If your child has seen the news and wants to understand what’s happening and why, what do you say?

All of us are feeling scared, sad, and overwhelmed right now about the state of the world and what’s going on in our country. So of course our children are feeling affected and burdened by it too. It’s so important to keep an open door approach to any communication with them as their feelings and reactions, just like ours, are going to ebb and flow.  A good place to start is by asking them what they are thinking, worrying about and feeling regarding the social media and news reports. This is a good time to help your kids “check the facts” so they can understand what really might impact them and the people they care about. Sadly kids these days cannot get away from the media and they aren’t always at a developmental level to fully process it. So once you know (and do not presume) what’s going on for them internally, they will no longer be trying to manage it on their own– this alone is critical for them.  When they do share, be honest, direct, reassuring and most of all “be one mindful” meaning be fully present with them and your conversation with them. Our county has gone through volatile times before and gotten through it, and we will again. Help them to understand that emotions are normal and don’t have to always match up with the facts, i.e. such as feeling scared of being attacked even when your home and neighborhood are currently safe. Try to be both emotionally supportive and also objective so that they can sense your own balance.

How do you make your child feel safe when the riots are becoming more and more volatile? 

Discuss some very concrete ways you are keeping them safe. It might help them to know you are “on it.” If a child is very young, help them understand that the fear the quarantine might have caused is now being made “bigger” by all the angry and upset people. And both events are so very rare and hard to adjust to for all of us. Help them to see that most protesters are very peaceful and go home when things become violent, but the news tends to focus on the most dramatic moments, not the peaceful ones. That most are “walking the middle path” and not living on the extremes. Also if age appropriate, you could share that the police and national guard give protesters warning before they begin to set off tear gas, flash bangs and use rubber bullets (little kids need to know that these are NOT “killing bullets”).  You can also tell older kids that despite how big and pervasive the protests are, mostly people are feeling really strong anger and not trying to hurt or kill anyone (older kids may have heard about the few deaths which did occur- so help them see how few deaths occurred  despite the massive number of protestors).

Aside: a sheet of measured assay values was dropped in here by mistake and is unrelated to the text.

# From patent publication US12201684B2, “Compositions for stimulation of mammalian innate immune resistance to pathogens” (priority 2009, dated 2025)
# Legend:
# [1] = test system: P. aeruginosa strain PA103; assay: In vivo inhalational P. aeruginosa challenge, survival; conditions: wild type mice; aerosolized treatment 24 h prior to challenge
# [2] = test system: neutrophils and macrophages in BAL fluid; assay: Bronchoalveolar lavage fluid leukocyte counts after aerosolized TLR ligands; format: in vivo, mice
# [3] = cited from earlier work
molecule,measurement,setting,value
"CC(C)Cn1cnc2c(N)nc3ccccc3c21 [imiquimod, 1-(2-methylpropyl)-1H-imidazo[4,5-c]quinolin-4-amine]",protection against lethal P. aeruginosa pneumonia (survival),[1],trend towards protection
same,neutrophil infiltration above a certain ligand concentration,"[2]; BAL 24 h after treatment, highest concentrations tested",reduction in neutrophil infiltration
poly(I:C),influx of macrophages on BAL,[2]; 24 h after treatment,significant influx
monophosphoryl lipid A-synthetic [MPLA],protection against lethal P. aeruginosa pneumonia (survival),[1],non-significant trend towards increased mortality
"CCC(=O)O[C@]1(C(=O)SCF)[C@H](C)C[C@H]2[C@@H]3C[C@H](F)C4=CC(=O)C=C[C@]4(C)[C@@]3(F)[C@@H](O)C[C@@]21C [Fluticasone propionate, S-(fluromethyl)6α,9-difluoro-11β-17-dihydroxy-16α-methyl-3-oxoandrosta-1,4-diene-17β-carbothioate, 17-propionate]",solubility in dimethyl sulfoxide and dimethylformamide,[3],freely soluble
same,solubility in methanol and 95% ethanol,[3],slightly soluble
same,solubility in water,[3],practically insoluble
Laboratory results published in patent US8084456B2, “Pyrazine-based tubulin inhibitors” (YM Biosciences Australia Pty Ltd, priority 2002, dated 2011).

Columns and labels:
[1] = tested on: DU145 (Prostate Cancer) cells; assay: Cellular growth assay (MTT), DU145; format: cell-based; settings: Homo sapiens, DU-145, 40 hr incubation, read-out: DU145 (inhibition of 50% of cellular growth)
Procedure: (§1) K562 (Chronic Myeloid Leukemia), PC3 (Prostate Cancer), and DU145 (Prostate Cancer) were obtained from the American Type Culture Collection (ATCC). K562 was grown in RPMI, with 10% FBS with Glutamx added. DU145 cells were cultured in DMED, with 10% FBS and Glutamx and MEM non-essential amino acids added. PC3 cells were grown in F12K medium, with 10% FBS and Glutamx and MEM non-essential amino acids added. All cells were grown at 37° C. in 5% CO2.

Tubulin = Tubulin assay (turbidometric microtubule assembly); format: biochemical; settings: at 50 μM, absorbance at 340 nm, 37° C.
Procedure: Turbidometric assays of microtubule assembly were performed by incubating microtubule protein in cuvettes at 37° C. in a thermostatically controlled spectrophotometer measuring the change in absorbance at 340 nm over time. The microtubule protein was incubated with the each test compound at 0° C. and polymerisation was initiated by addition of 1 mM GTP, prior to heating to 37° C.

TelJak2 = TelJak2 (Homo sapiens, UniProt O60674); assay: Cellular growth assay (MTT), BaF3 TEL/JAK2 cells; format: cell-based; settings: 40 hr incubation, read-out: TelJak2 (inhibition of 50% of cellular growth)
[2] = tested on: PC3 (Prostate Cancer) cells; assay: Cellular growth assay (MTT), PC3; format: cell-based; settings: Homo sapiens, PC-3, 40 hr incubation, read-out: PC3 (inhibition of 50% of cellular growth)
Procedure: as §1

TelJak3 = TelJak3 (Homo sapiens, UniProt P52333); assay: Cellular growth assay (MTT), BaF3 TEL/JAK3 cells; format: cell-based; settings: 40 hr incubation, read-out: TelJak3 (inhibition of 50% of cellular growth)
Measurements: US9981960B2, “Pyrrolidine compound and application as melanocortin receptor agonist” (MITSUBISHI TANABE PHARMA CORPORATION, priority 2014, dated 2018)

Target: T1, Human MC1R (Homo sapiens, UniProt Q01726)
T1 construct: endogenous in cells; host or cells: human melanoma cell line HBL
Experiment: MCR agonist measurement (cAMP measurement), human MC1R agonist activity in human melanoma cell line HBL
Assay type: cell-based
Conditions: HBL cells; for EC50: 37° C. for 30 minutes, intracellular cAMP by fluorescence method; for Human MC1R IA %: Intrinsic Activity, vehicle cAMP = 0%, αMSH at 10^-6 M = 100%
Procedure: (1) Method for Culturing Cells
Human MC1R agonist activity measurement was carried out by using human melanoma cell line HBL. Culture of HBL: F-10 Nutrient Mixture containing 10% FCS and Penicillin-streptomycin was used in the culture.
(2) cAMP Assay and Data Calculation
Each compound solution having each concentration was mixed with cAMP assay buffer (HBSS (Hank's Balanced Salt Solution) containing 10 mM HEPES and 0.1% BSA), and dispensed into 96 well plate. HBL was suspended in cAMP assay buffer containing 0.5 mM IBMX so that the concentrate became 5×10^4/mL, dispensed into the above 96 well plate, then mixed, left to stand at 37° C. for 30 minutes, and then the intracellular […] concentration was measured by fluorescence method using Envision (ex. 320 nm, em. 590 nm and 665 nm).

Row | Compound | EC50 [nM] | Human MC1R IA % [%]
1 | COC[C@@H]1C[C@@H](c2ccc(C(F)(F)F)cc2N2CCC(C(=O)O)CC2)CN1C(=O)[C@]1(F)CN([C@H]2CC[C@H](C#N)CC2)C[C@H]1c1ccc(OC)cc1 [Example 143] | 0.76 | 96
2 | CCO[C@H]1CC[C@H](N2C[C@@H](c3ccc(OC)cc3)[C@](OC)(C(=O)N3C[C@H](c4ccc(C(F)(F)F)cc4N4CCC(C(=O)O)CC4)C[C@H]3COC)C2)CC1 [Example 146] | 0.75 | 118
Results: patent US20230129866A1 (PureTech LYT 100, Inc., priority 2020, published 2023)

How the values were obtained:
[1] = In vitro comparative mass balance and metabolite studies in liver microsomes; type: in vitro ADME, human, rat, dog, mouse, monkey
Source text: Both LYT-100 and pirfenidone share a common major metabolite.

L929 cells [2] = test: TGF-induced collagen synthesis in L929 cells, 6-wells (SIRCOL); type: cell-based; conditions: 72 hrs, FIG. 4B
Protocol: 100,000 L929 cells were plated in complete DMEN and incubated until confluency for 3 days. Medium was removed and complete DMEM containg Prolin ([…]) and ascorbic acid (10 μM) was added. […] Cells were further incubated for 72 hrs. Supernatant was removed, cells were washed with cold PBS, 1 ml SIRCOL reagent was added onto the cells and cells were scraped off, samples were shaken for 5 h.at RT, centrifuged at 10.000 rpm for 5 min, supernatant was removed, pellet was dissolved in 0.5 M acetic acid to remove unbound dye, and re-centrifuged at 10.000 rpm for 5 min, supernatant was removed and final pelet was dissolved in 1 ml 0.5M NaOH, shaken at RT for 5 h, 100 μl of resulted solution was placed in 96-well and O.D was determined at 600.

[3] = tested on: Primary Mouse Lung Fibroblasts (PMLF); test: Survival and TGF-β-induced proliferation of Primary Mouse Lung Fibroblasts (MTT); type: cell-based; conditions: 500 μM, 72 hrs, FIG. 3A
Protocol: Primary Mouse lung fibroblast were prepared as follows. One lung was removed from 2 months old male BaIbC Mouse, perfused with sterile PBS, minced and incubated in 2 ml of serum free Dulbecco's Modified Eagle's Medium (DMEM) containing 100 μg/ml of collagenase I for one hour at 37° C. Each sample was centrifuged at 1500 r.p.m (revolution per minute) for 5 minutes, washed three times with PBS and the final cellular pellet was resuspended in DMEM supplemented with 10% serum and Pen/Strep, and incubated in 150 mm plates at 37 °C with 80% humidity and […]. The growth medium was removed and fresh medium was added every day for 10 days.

What should parents do to help their children understand protests and racism?

As parents it’s important to both given our children a voice and at the same time not join in angry/reactive thinking. This time is so filled with uncertainty we need to be balanced and stay in our own “wise mind.” Make your response relatable. Include “yes, and” statements so that the hurt and pain of the racial mistreatment is validated and also the huge support for change that is coming from all races, ages and locations.  All of us have blow ups, tantrums and “break downs” now and again. This is a time where too many hard things have happened in a row, and so people need to express their hurt, fear and anger out loud and with other people. Being able to join with others when we are hurting is a normal part of grief and pain.  That’s why we have services, memorials, shivas, community meetings and also gatherings of protest. If your child is old enough help them to understand how special and rare it is to be able to peacefully protest because not all people have that right in the world. Finally ask them if there is anything that they would like to do (donate to a charity, write a letter, create a “wish box” etc.) because even the smallest action can make us feel more empowered, masterful and effective.

Most of all, be gentle, accepting and embracing of their reactions (and your own). Balance honesty with protecting their innocence. What’s critical is to remember they are watching you for signs of how best to comprehend what’s going on, so take care to limit your own watching the news reports and when/how you are expressing your own fear. Remember as a parent, you’re strength will strengthen them.

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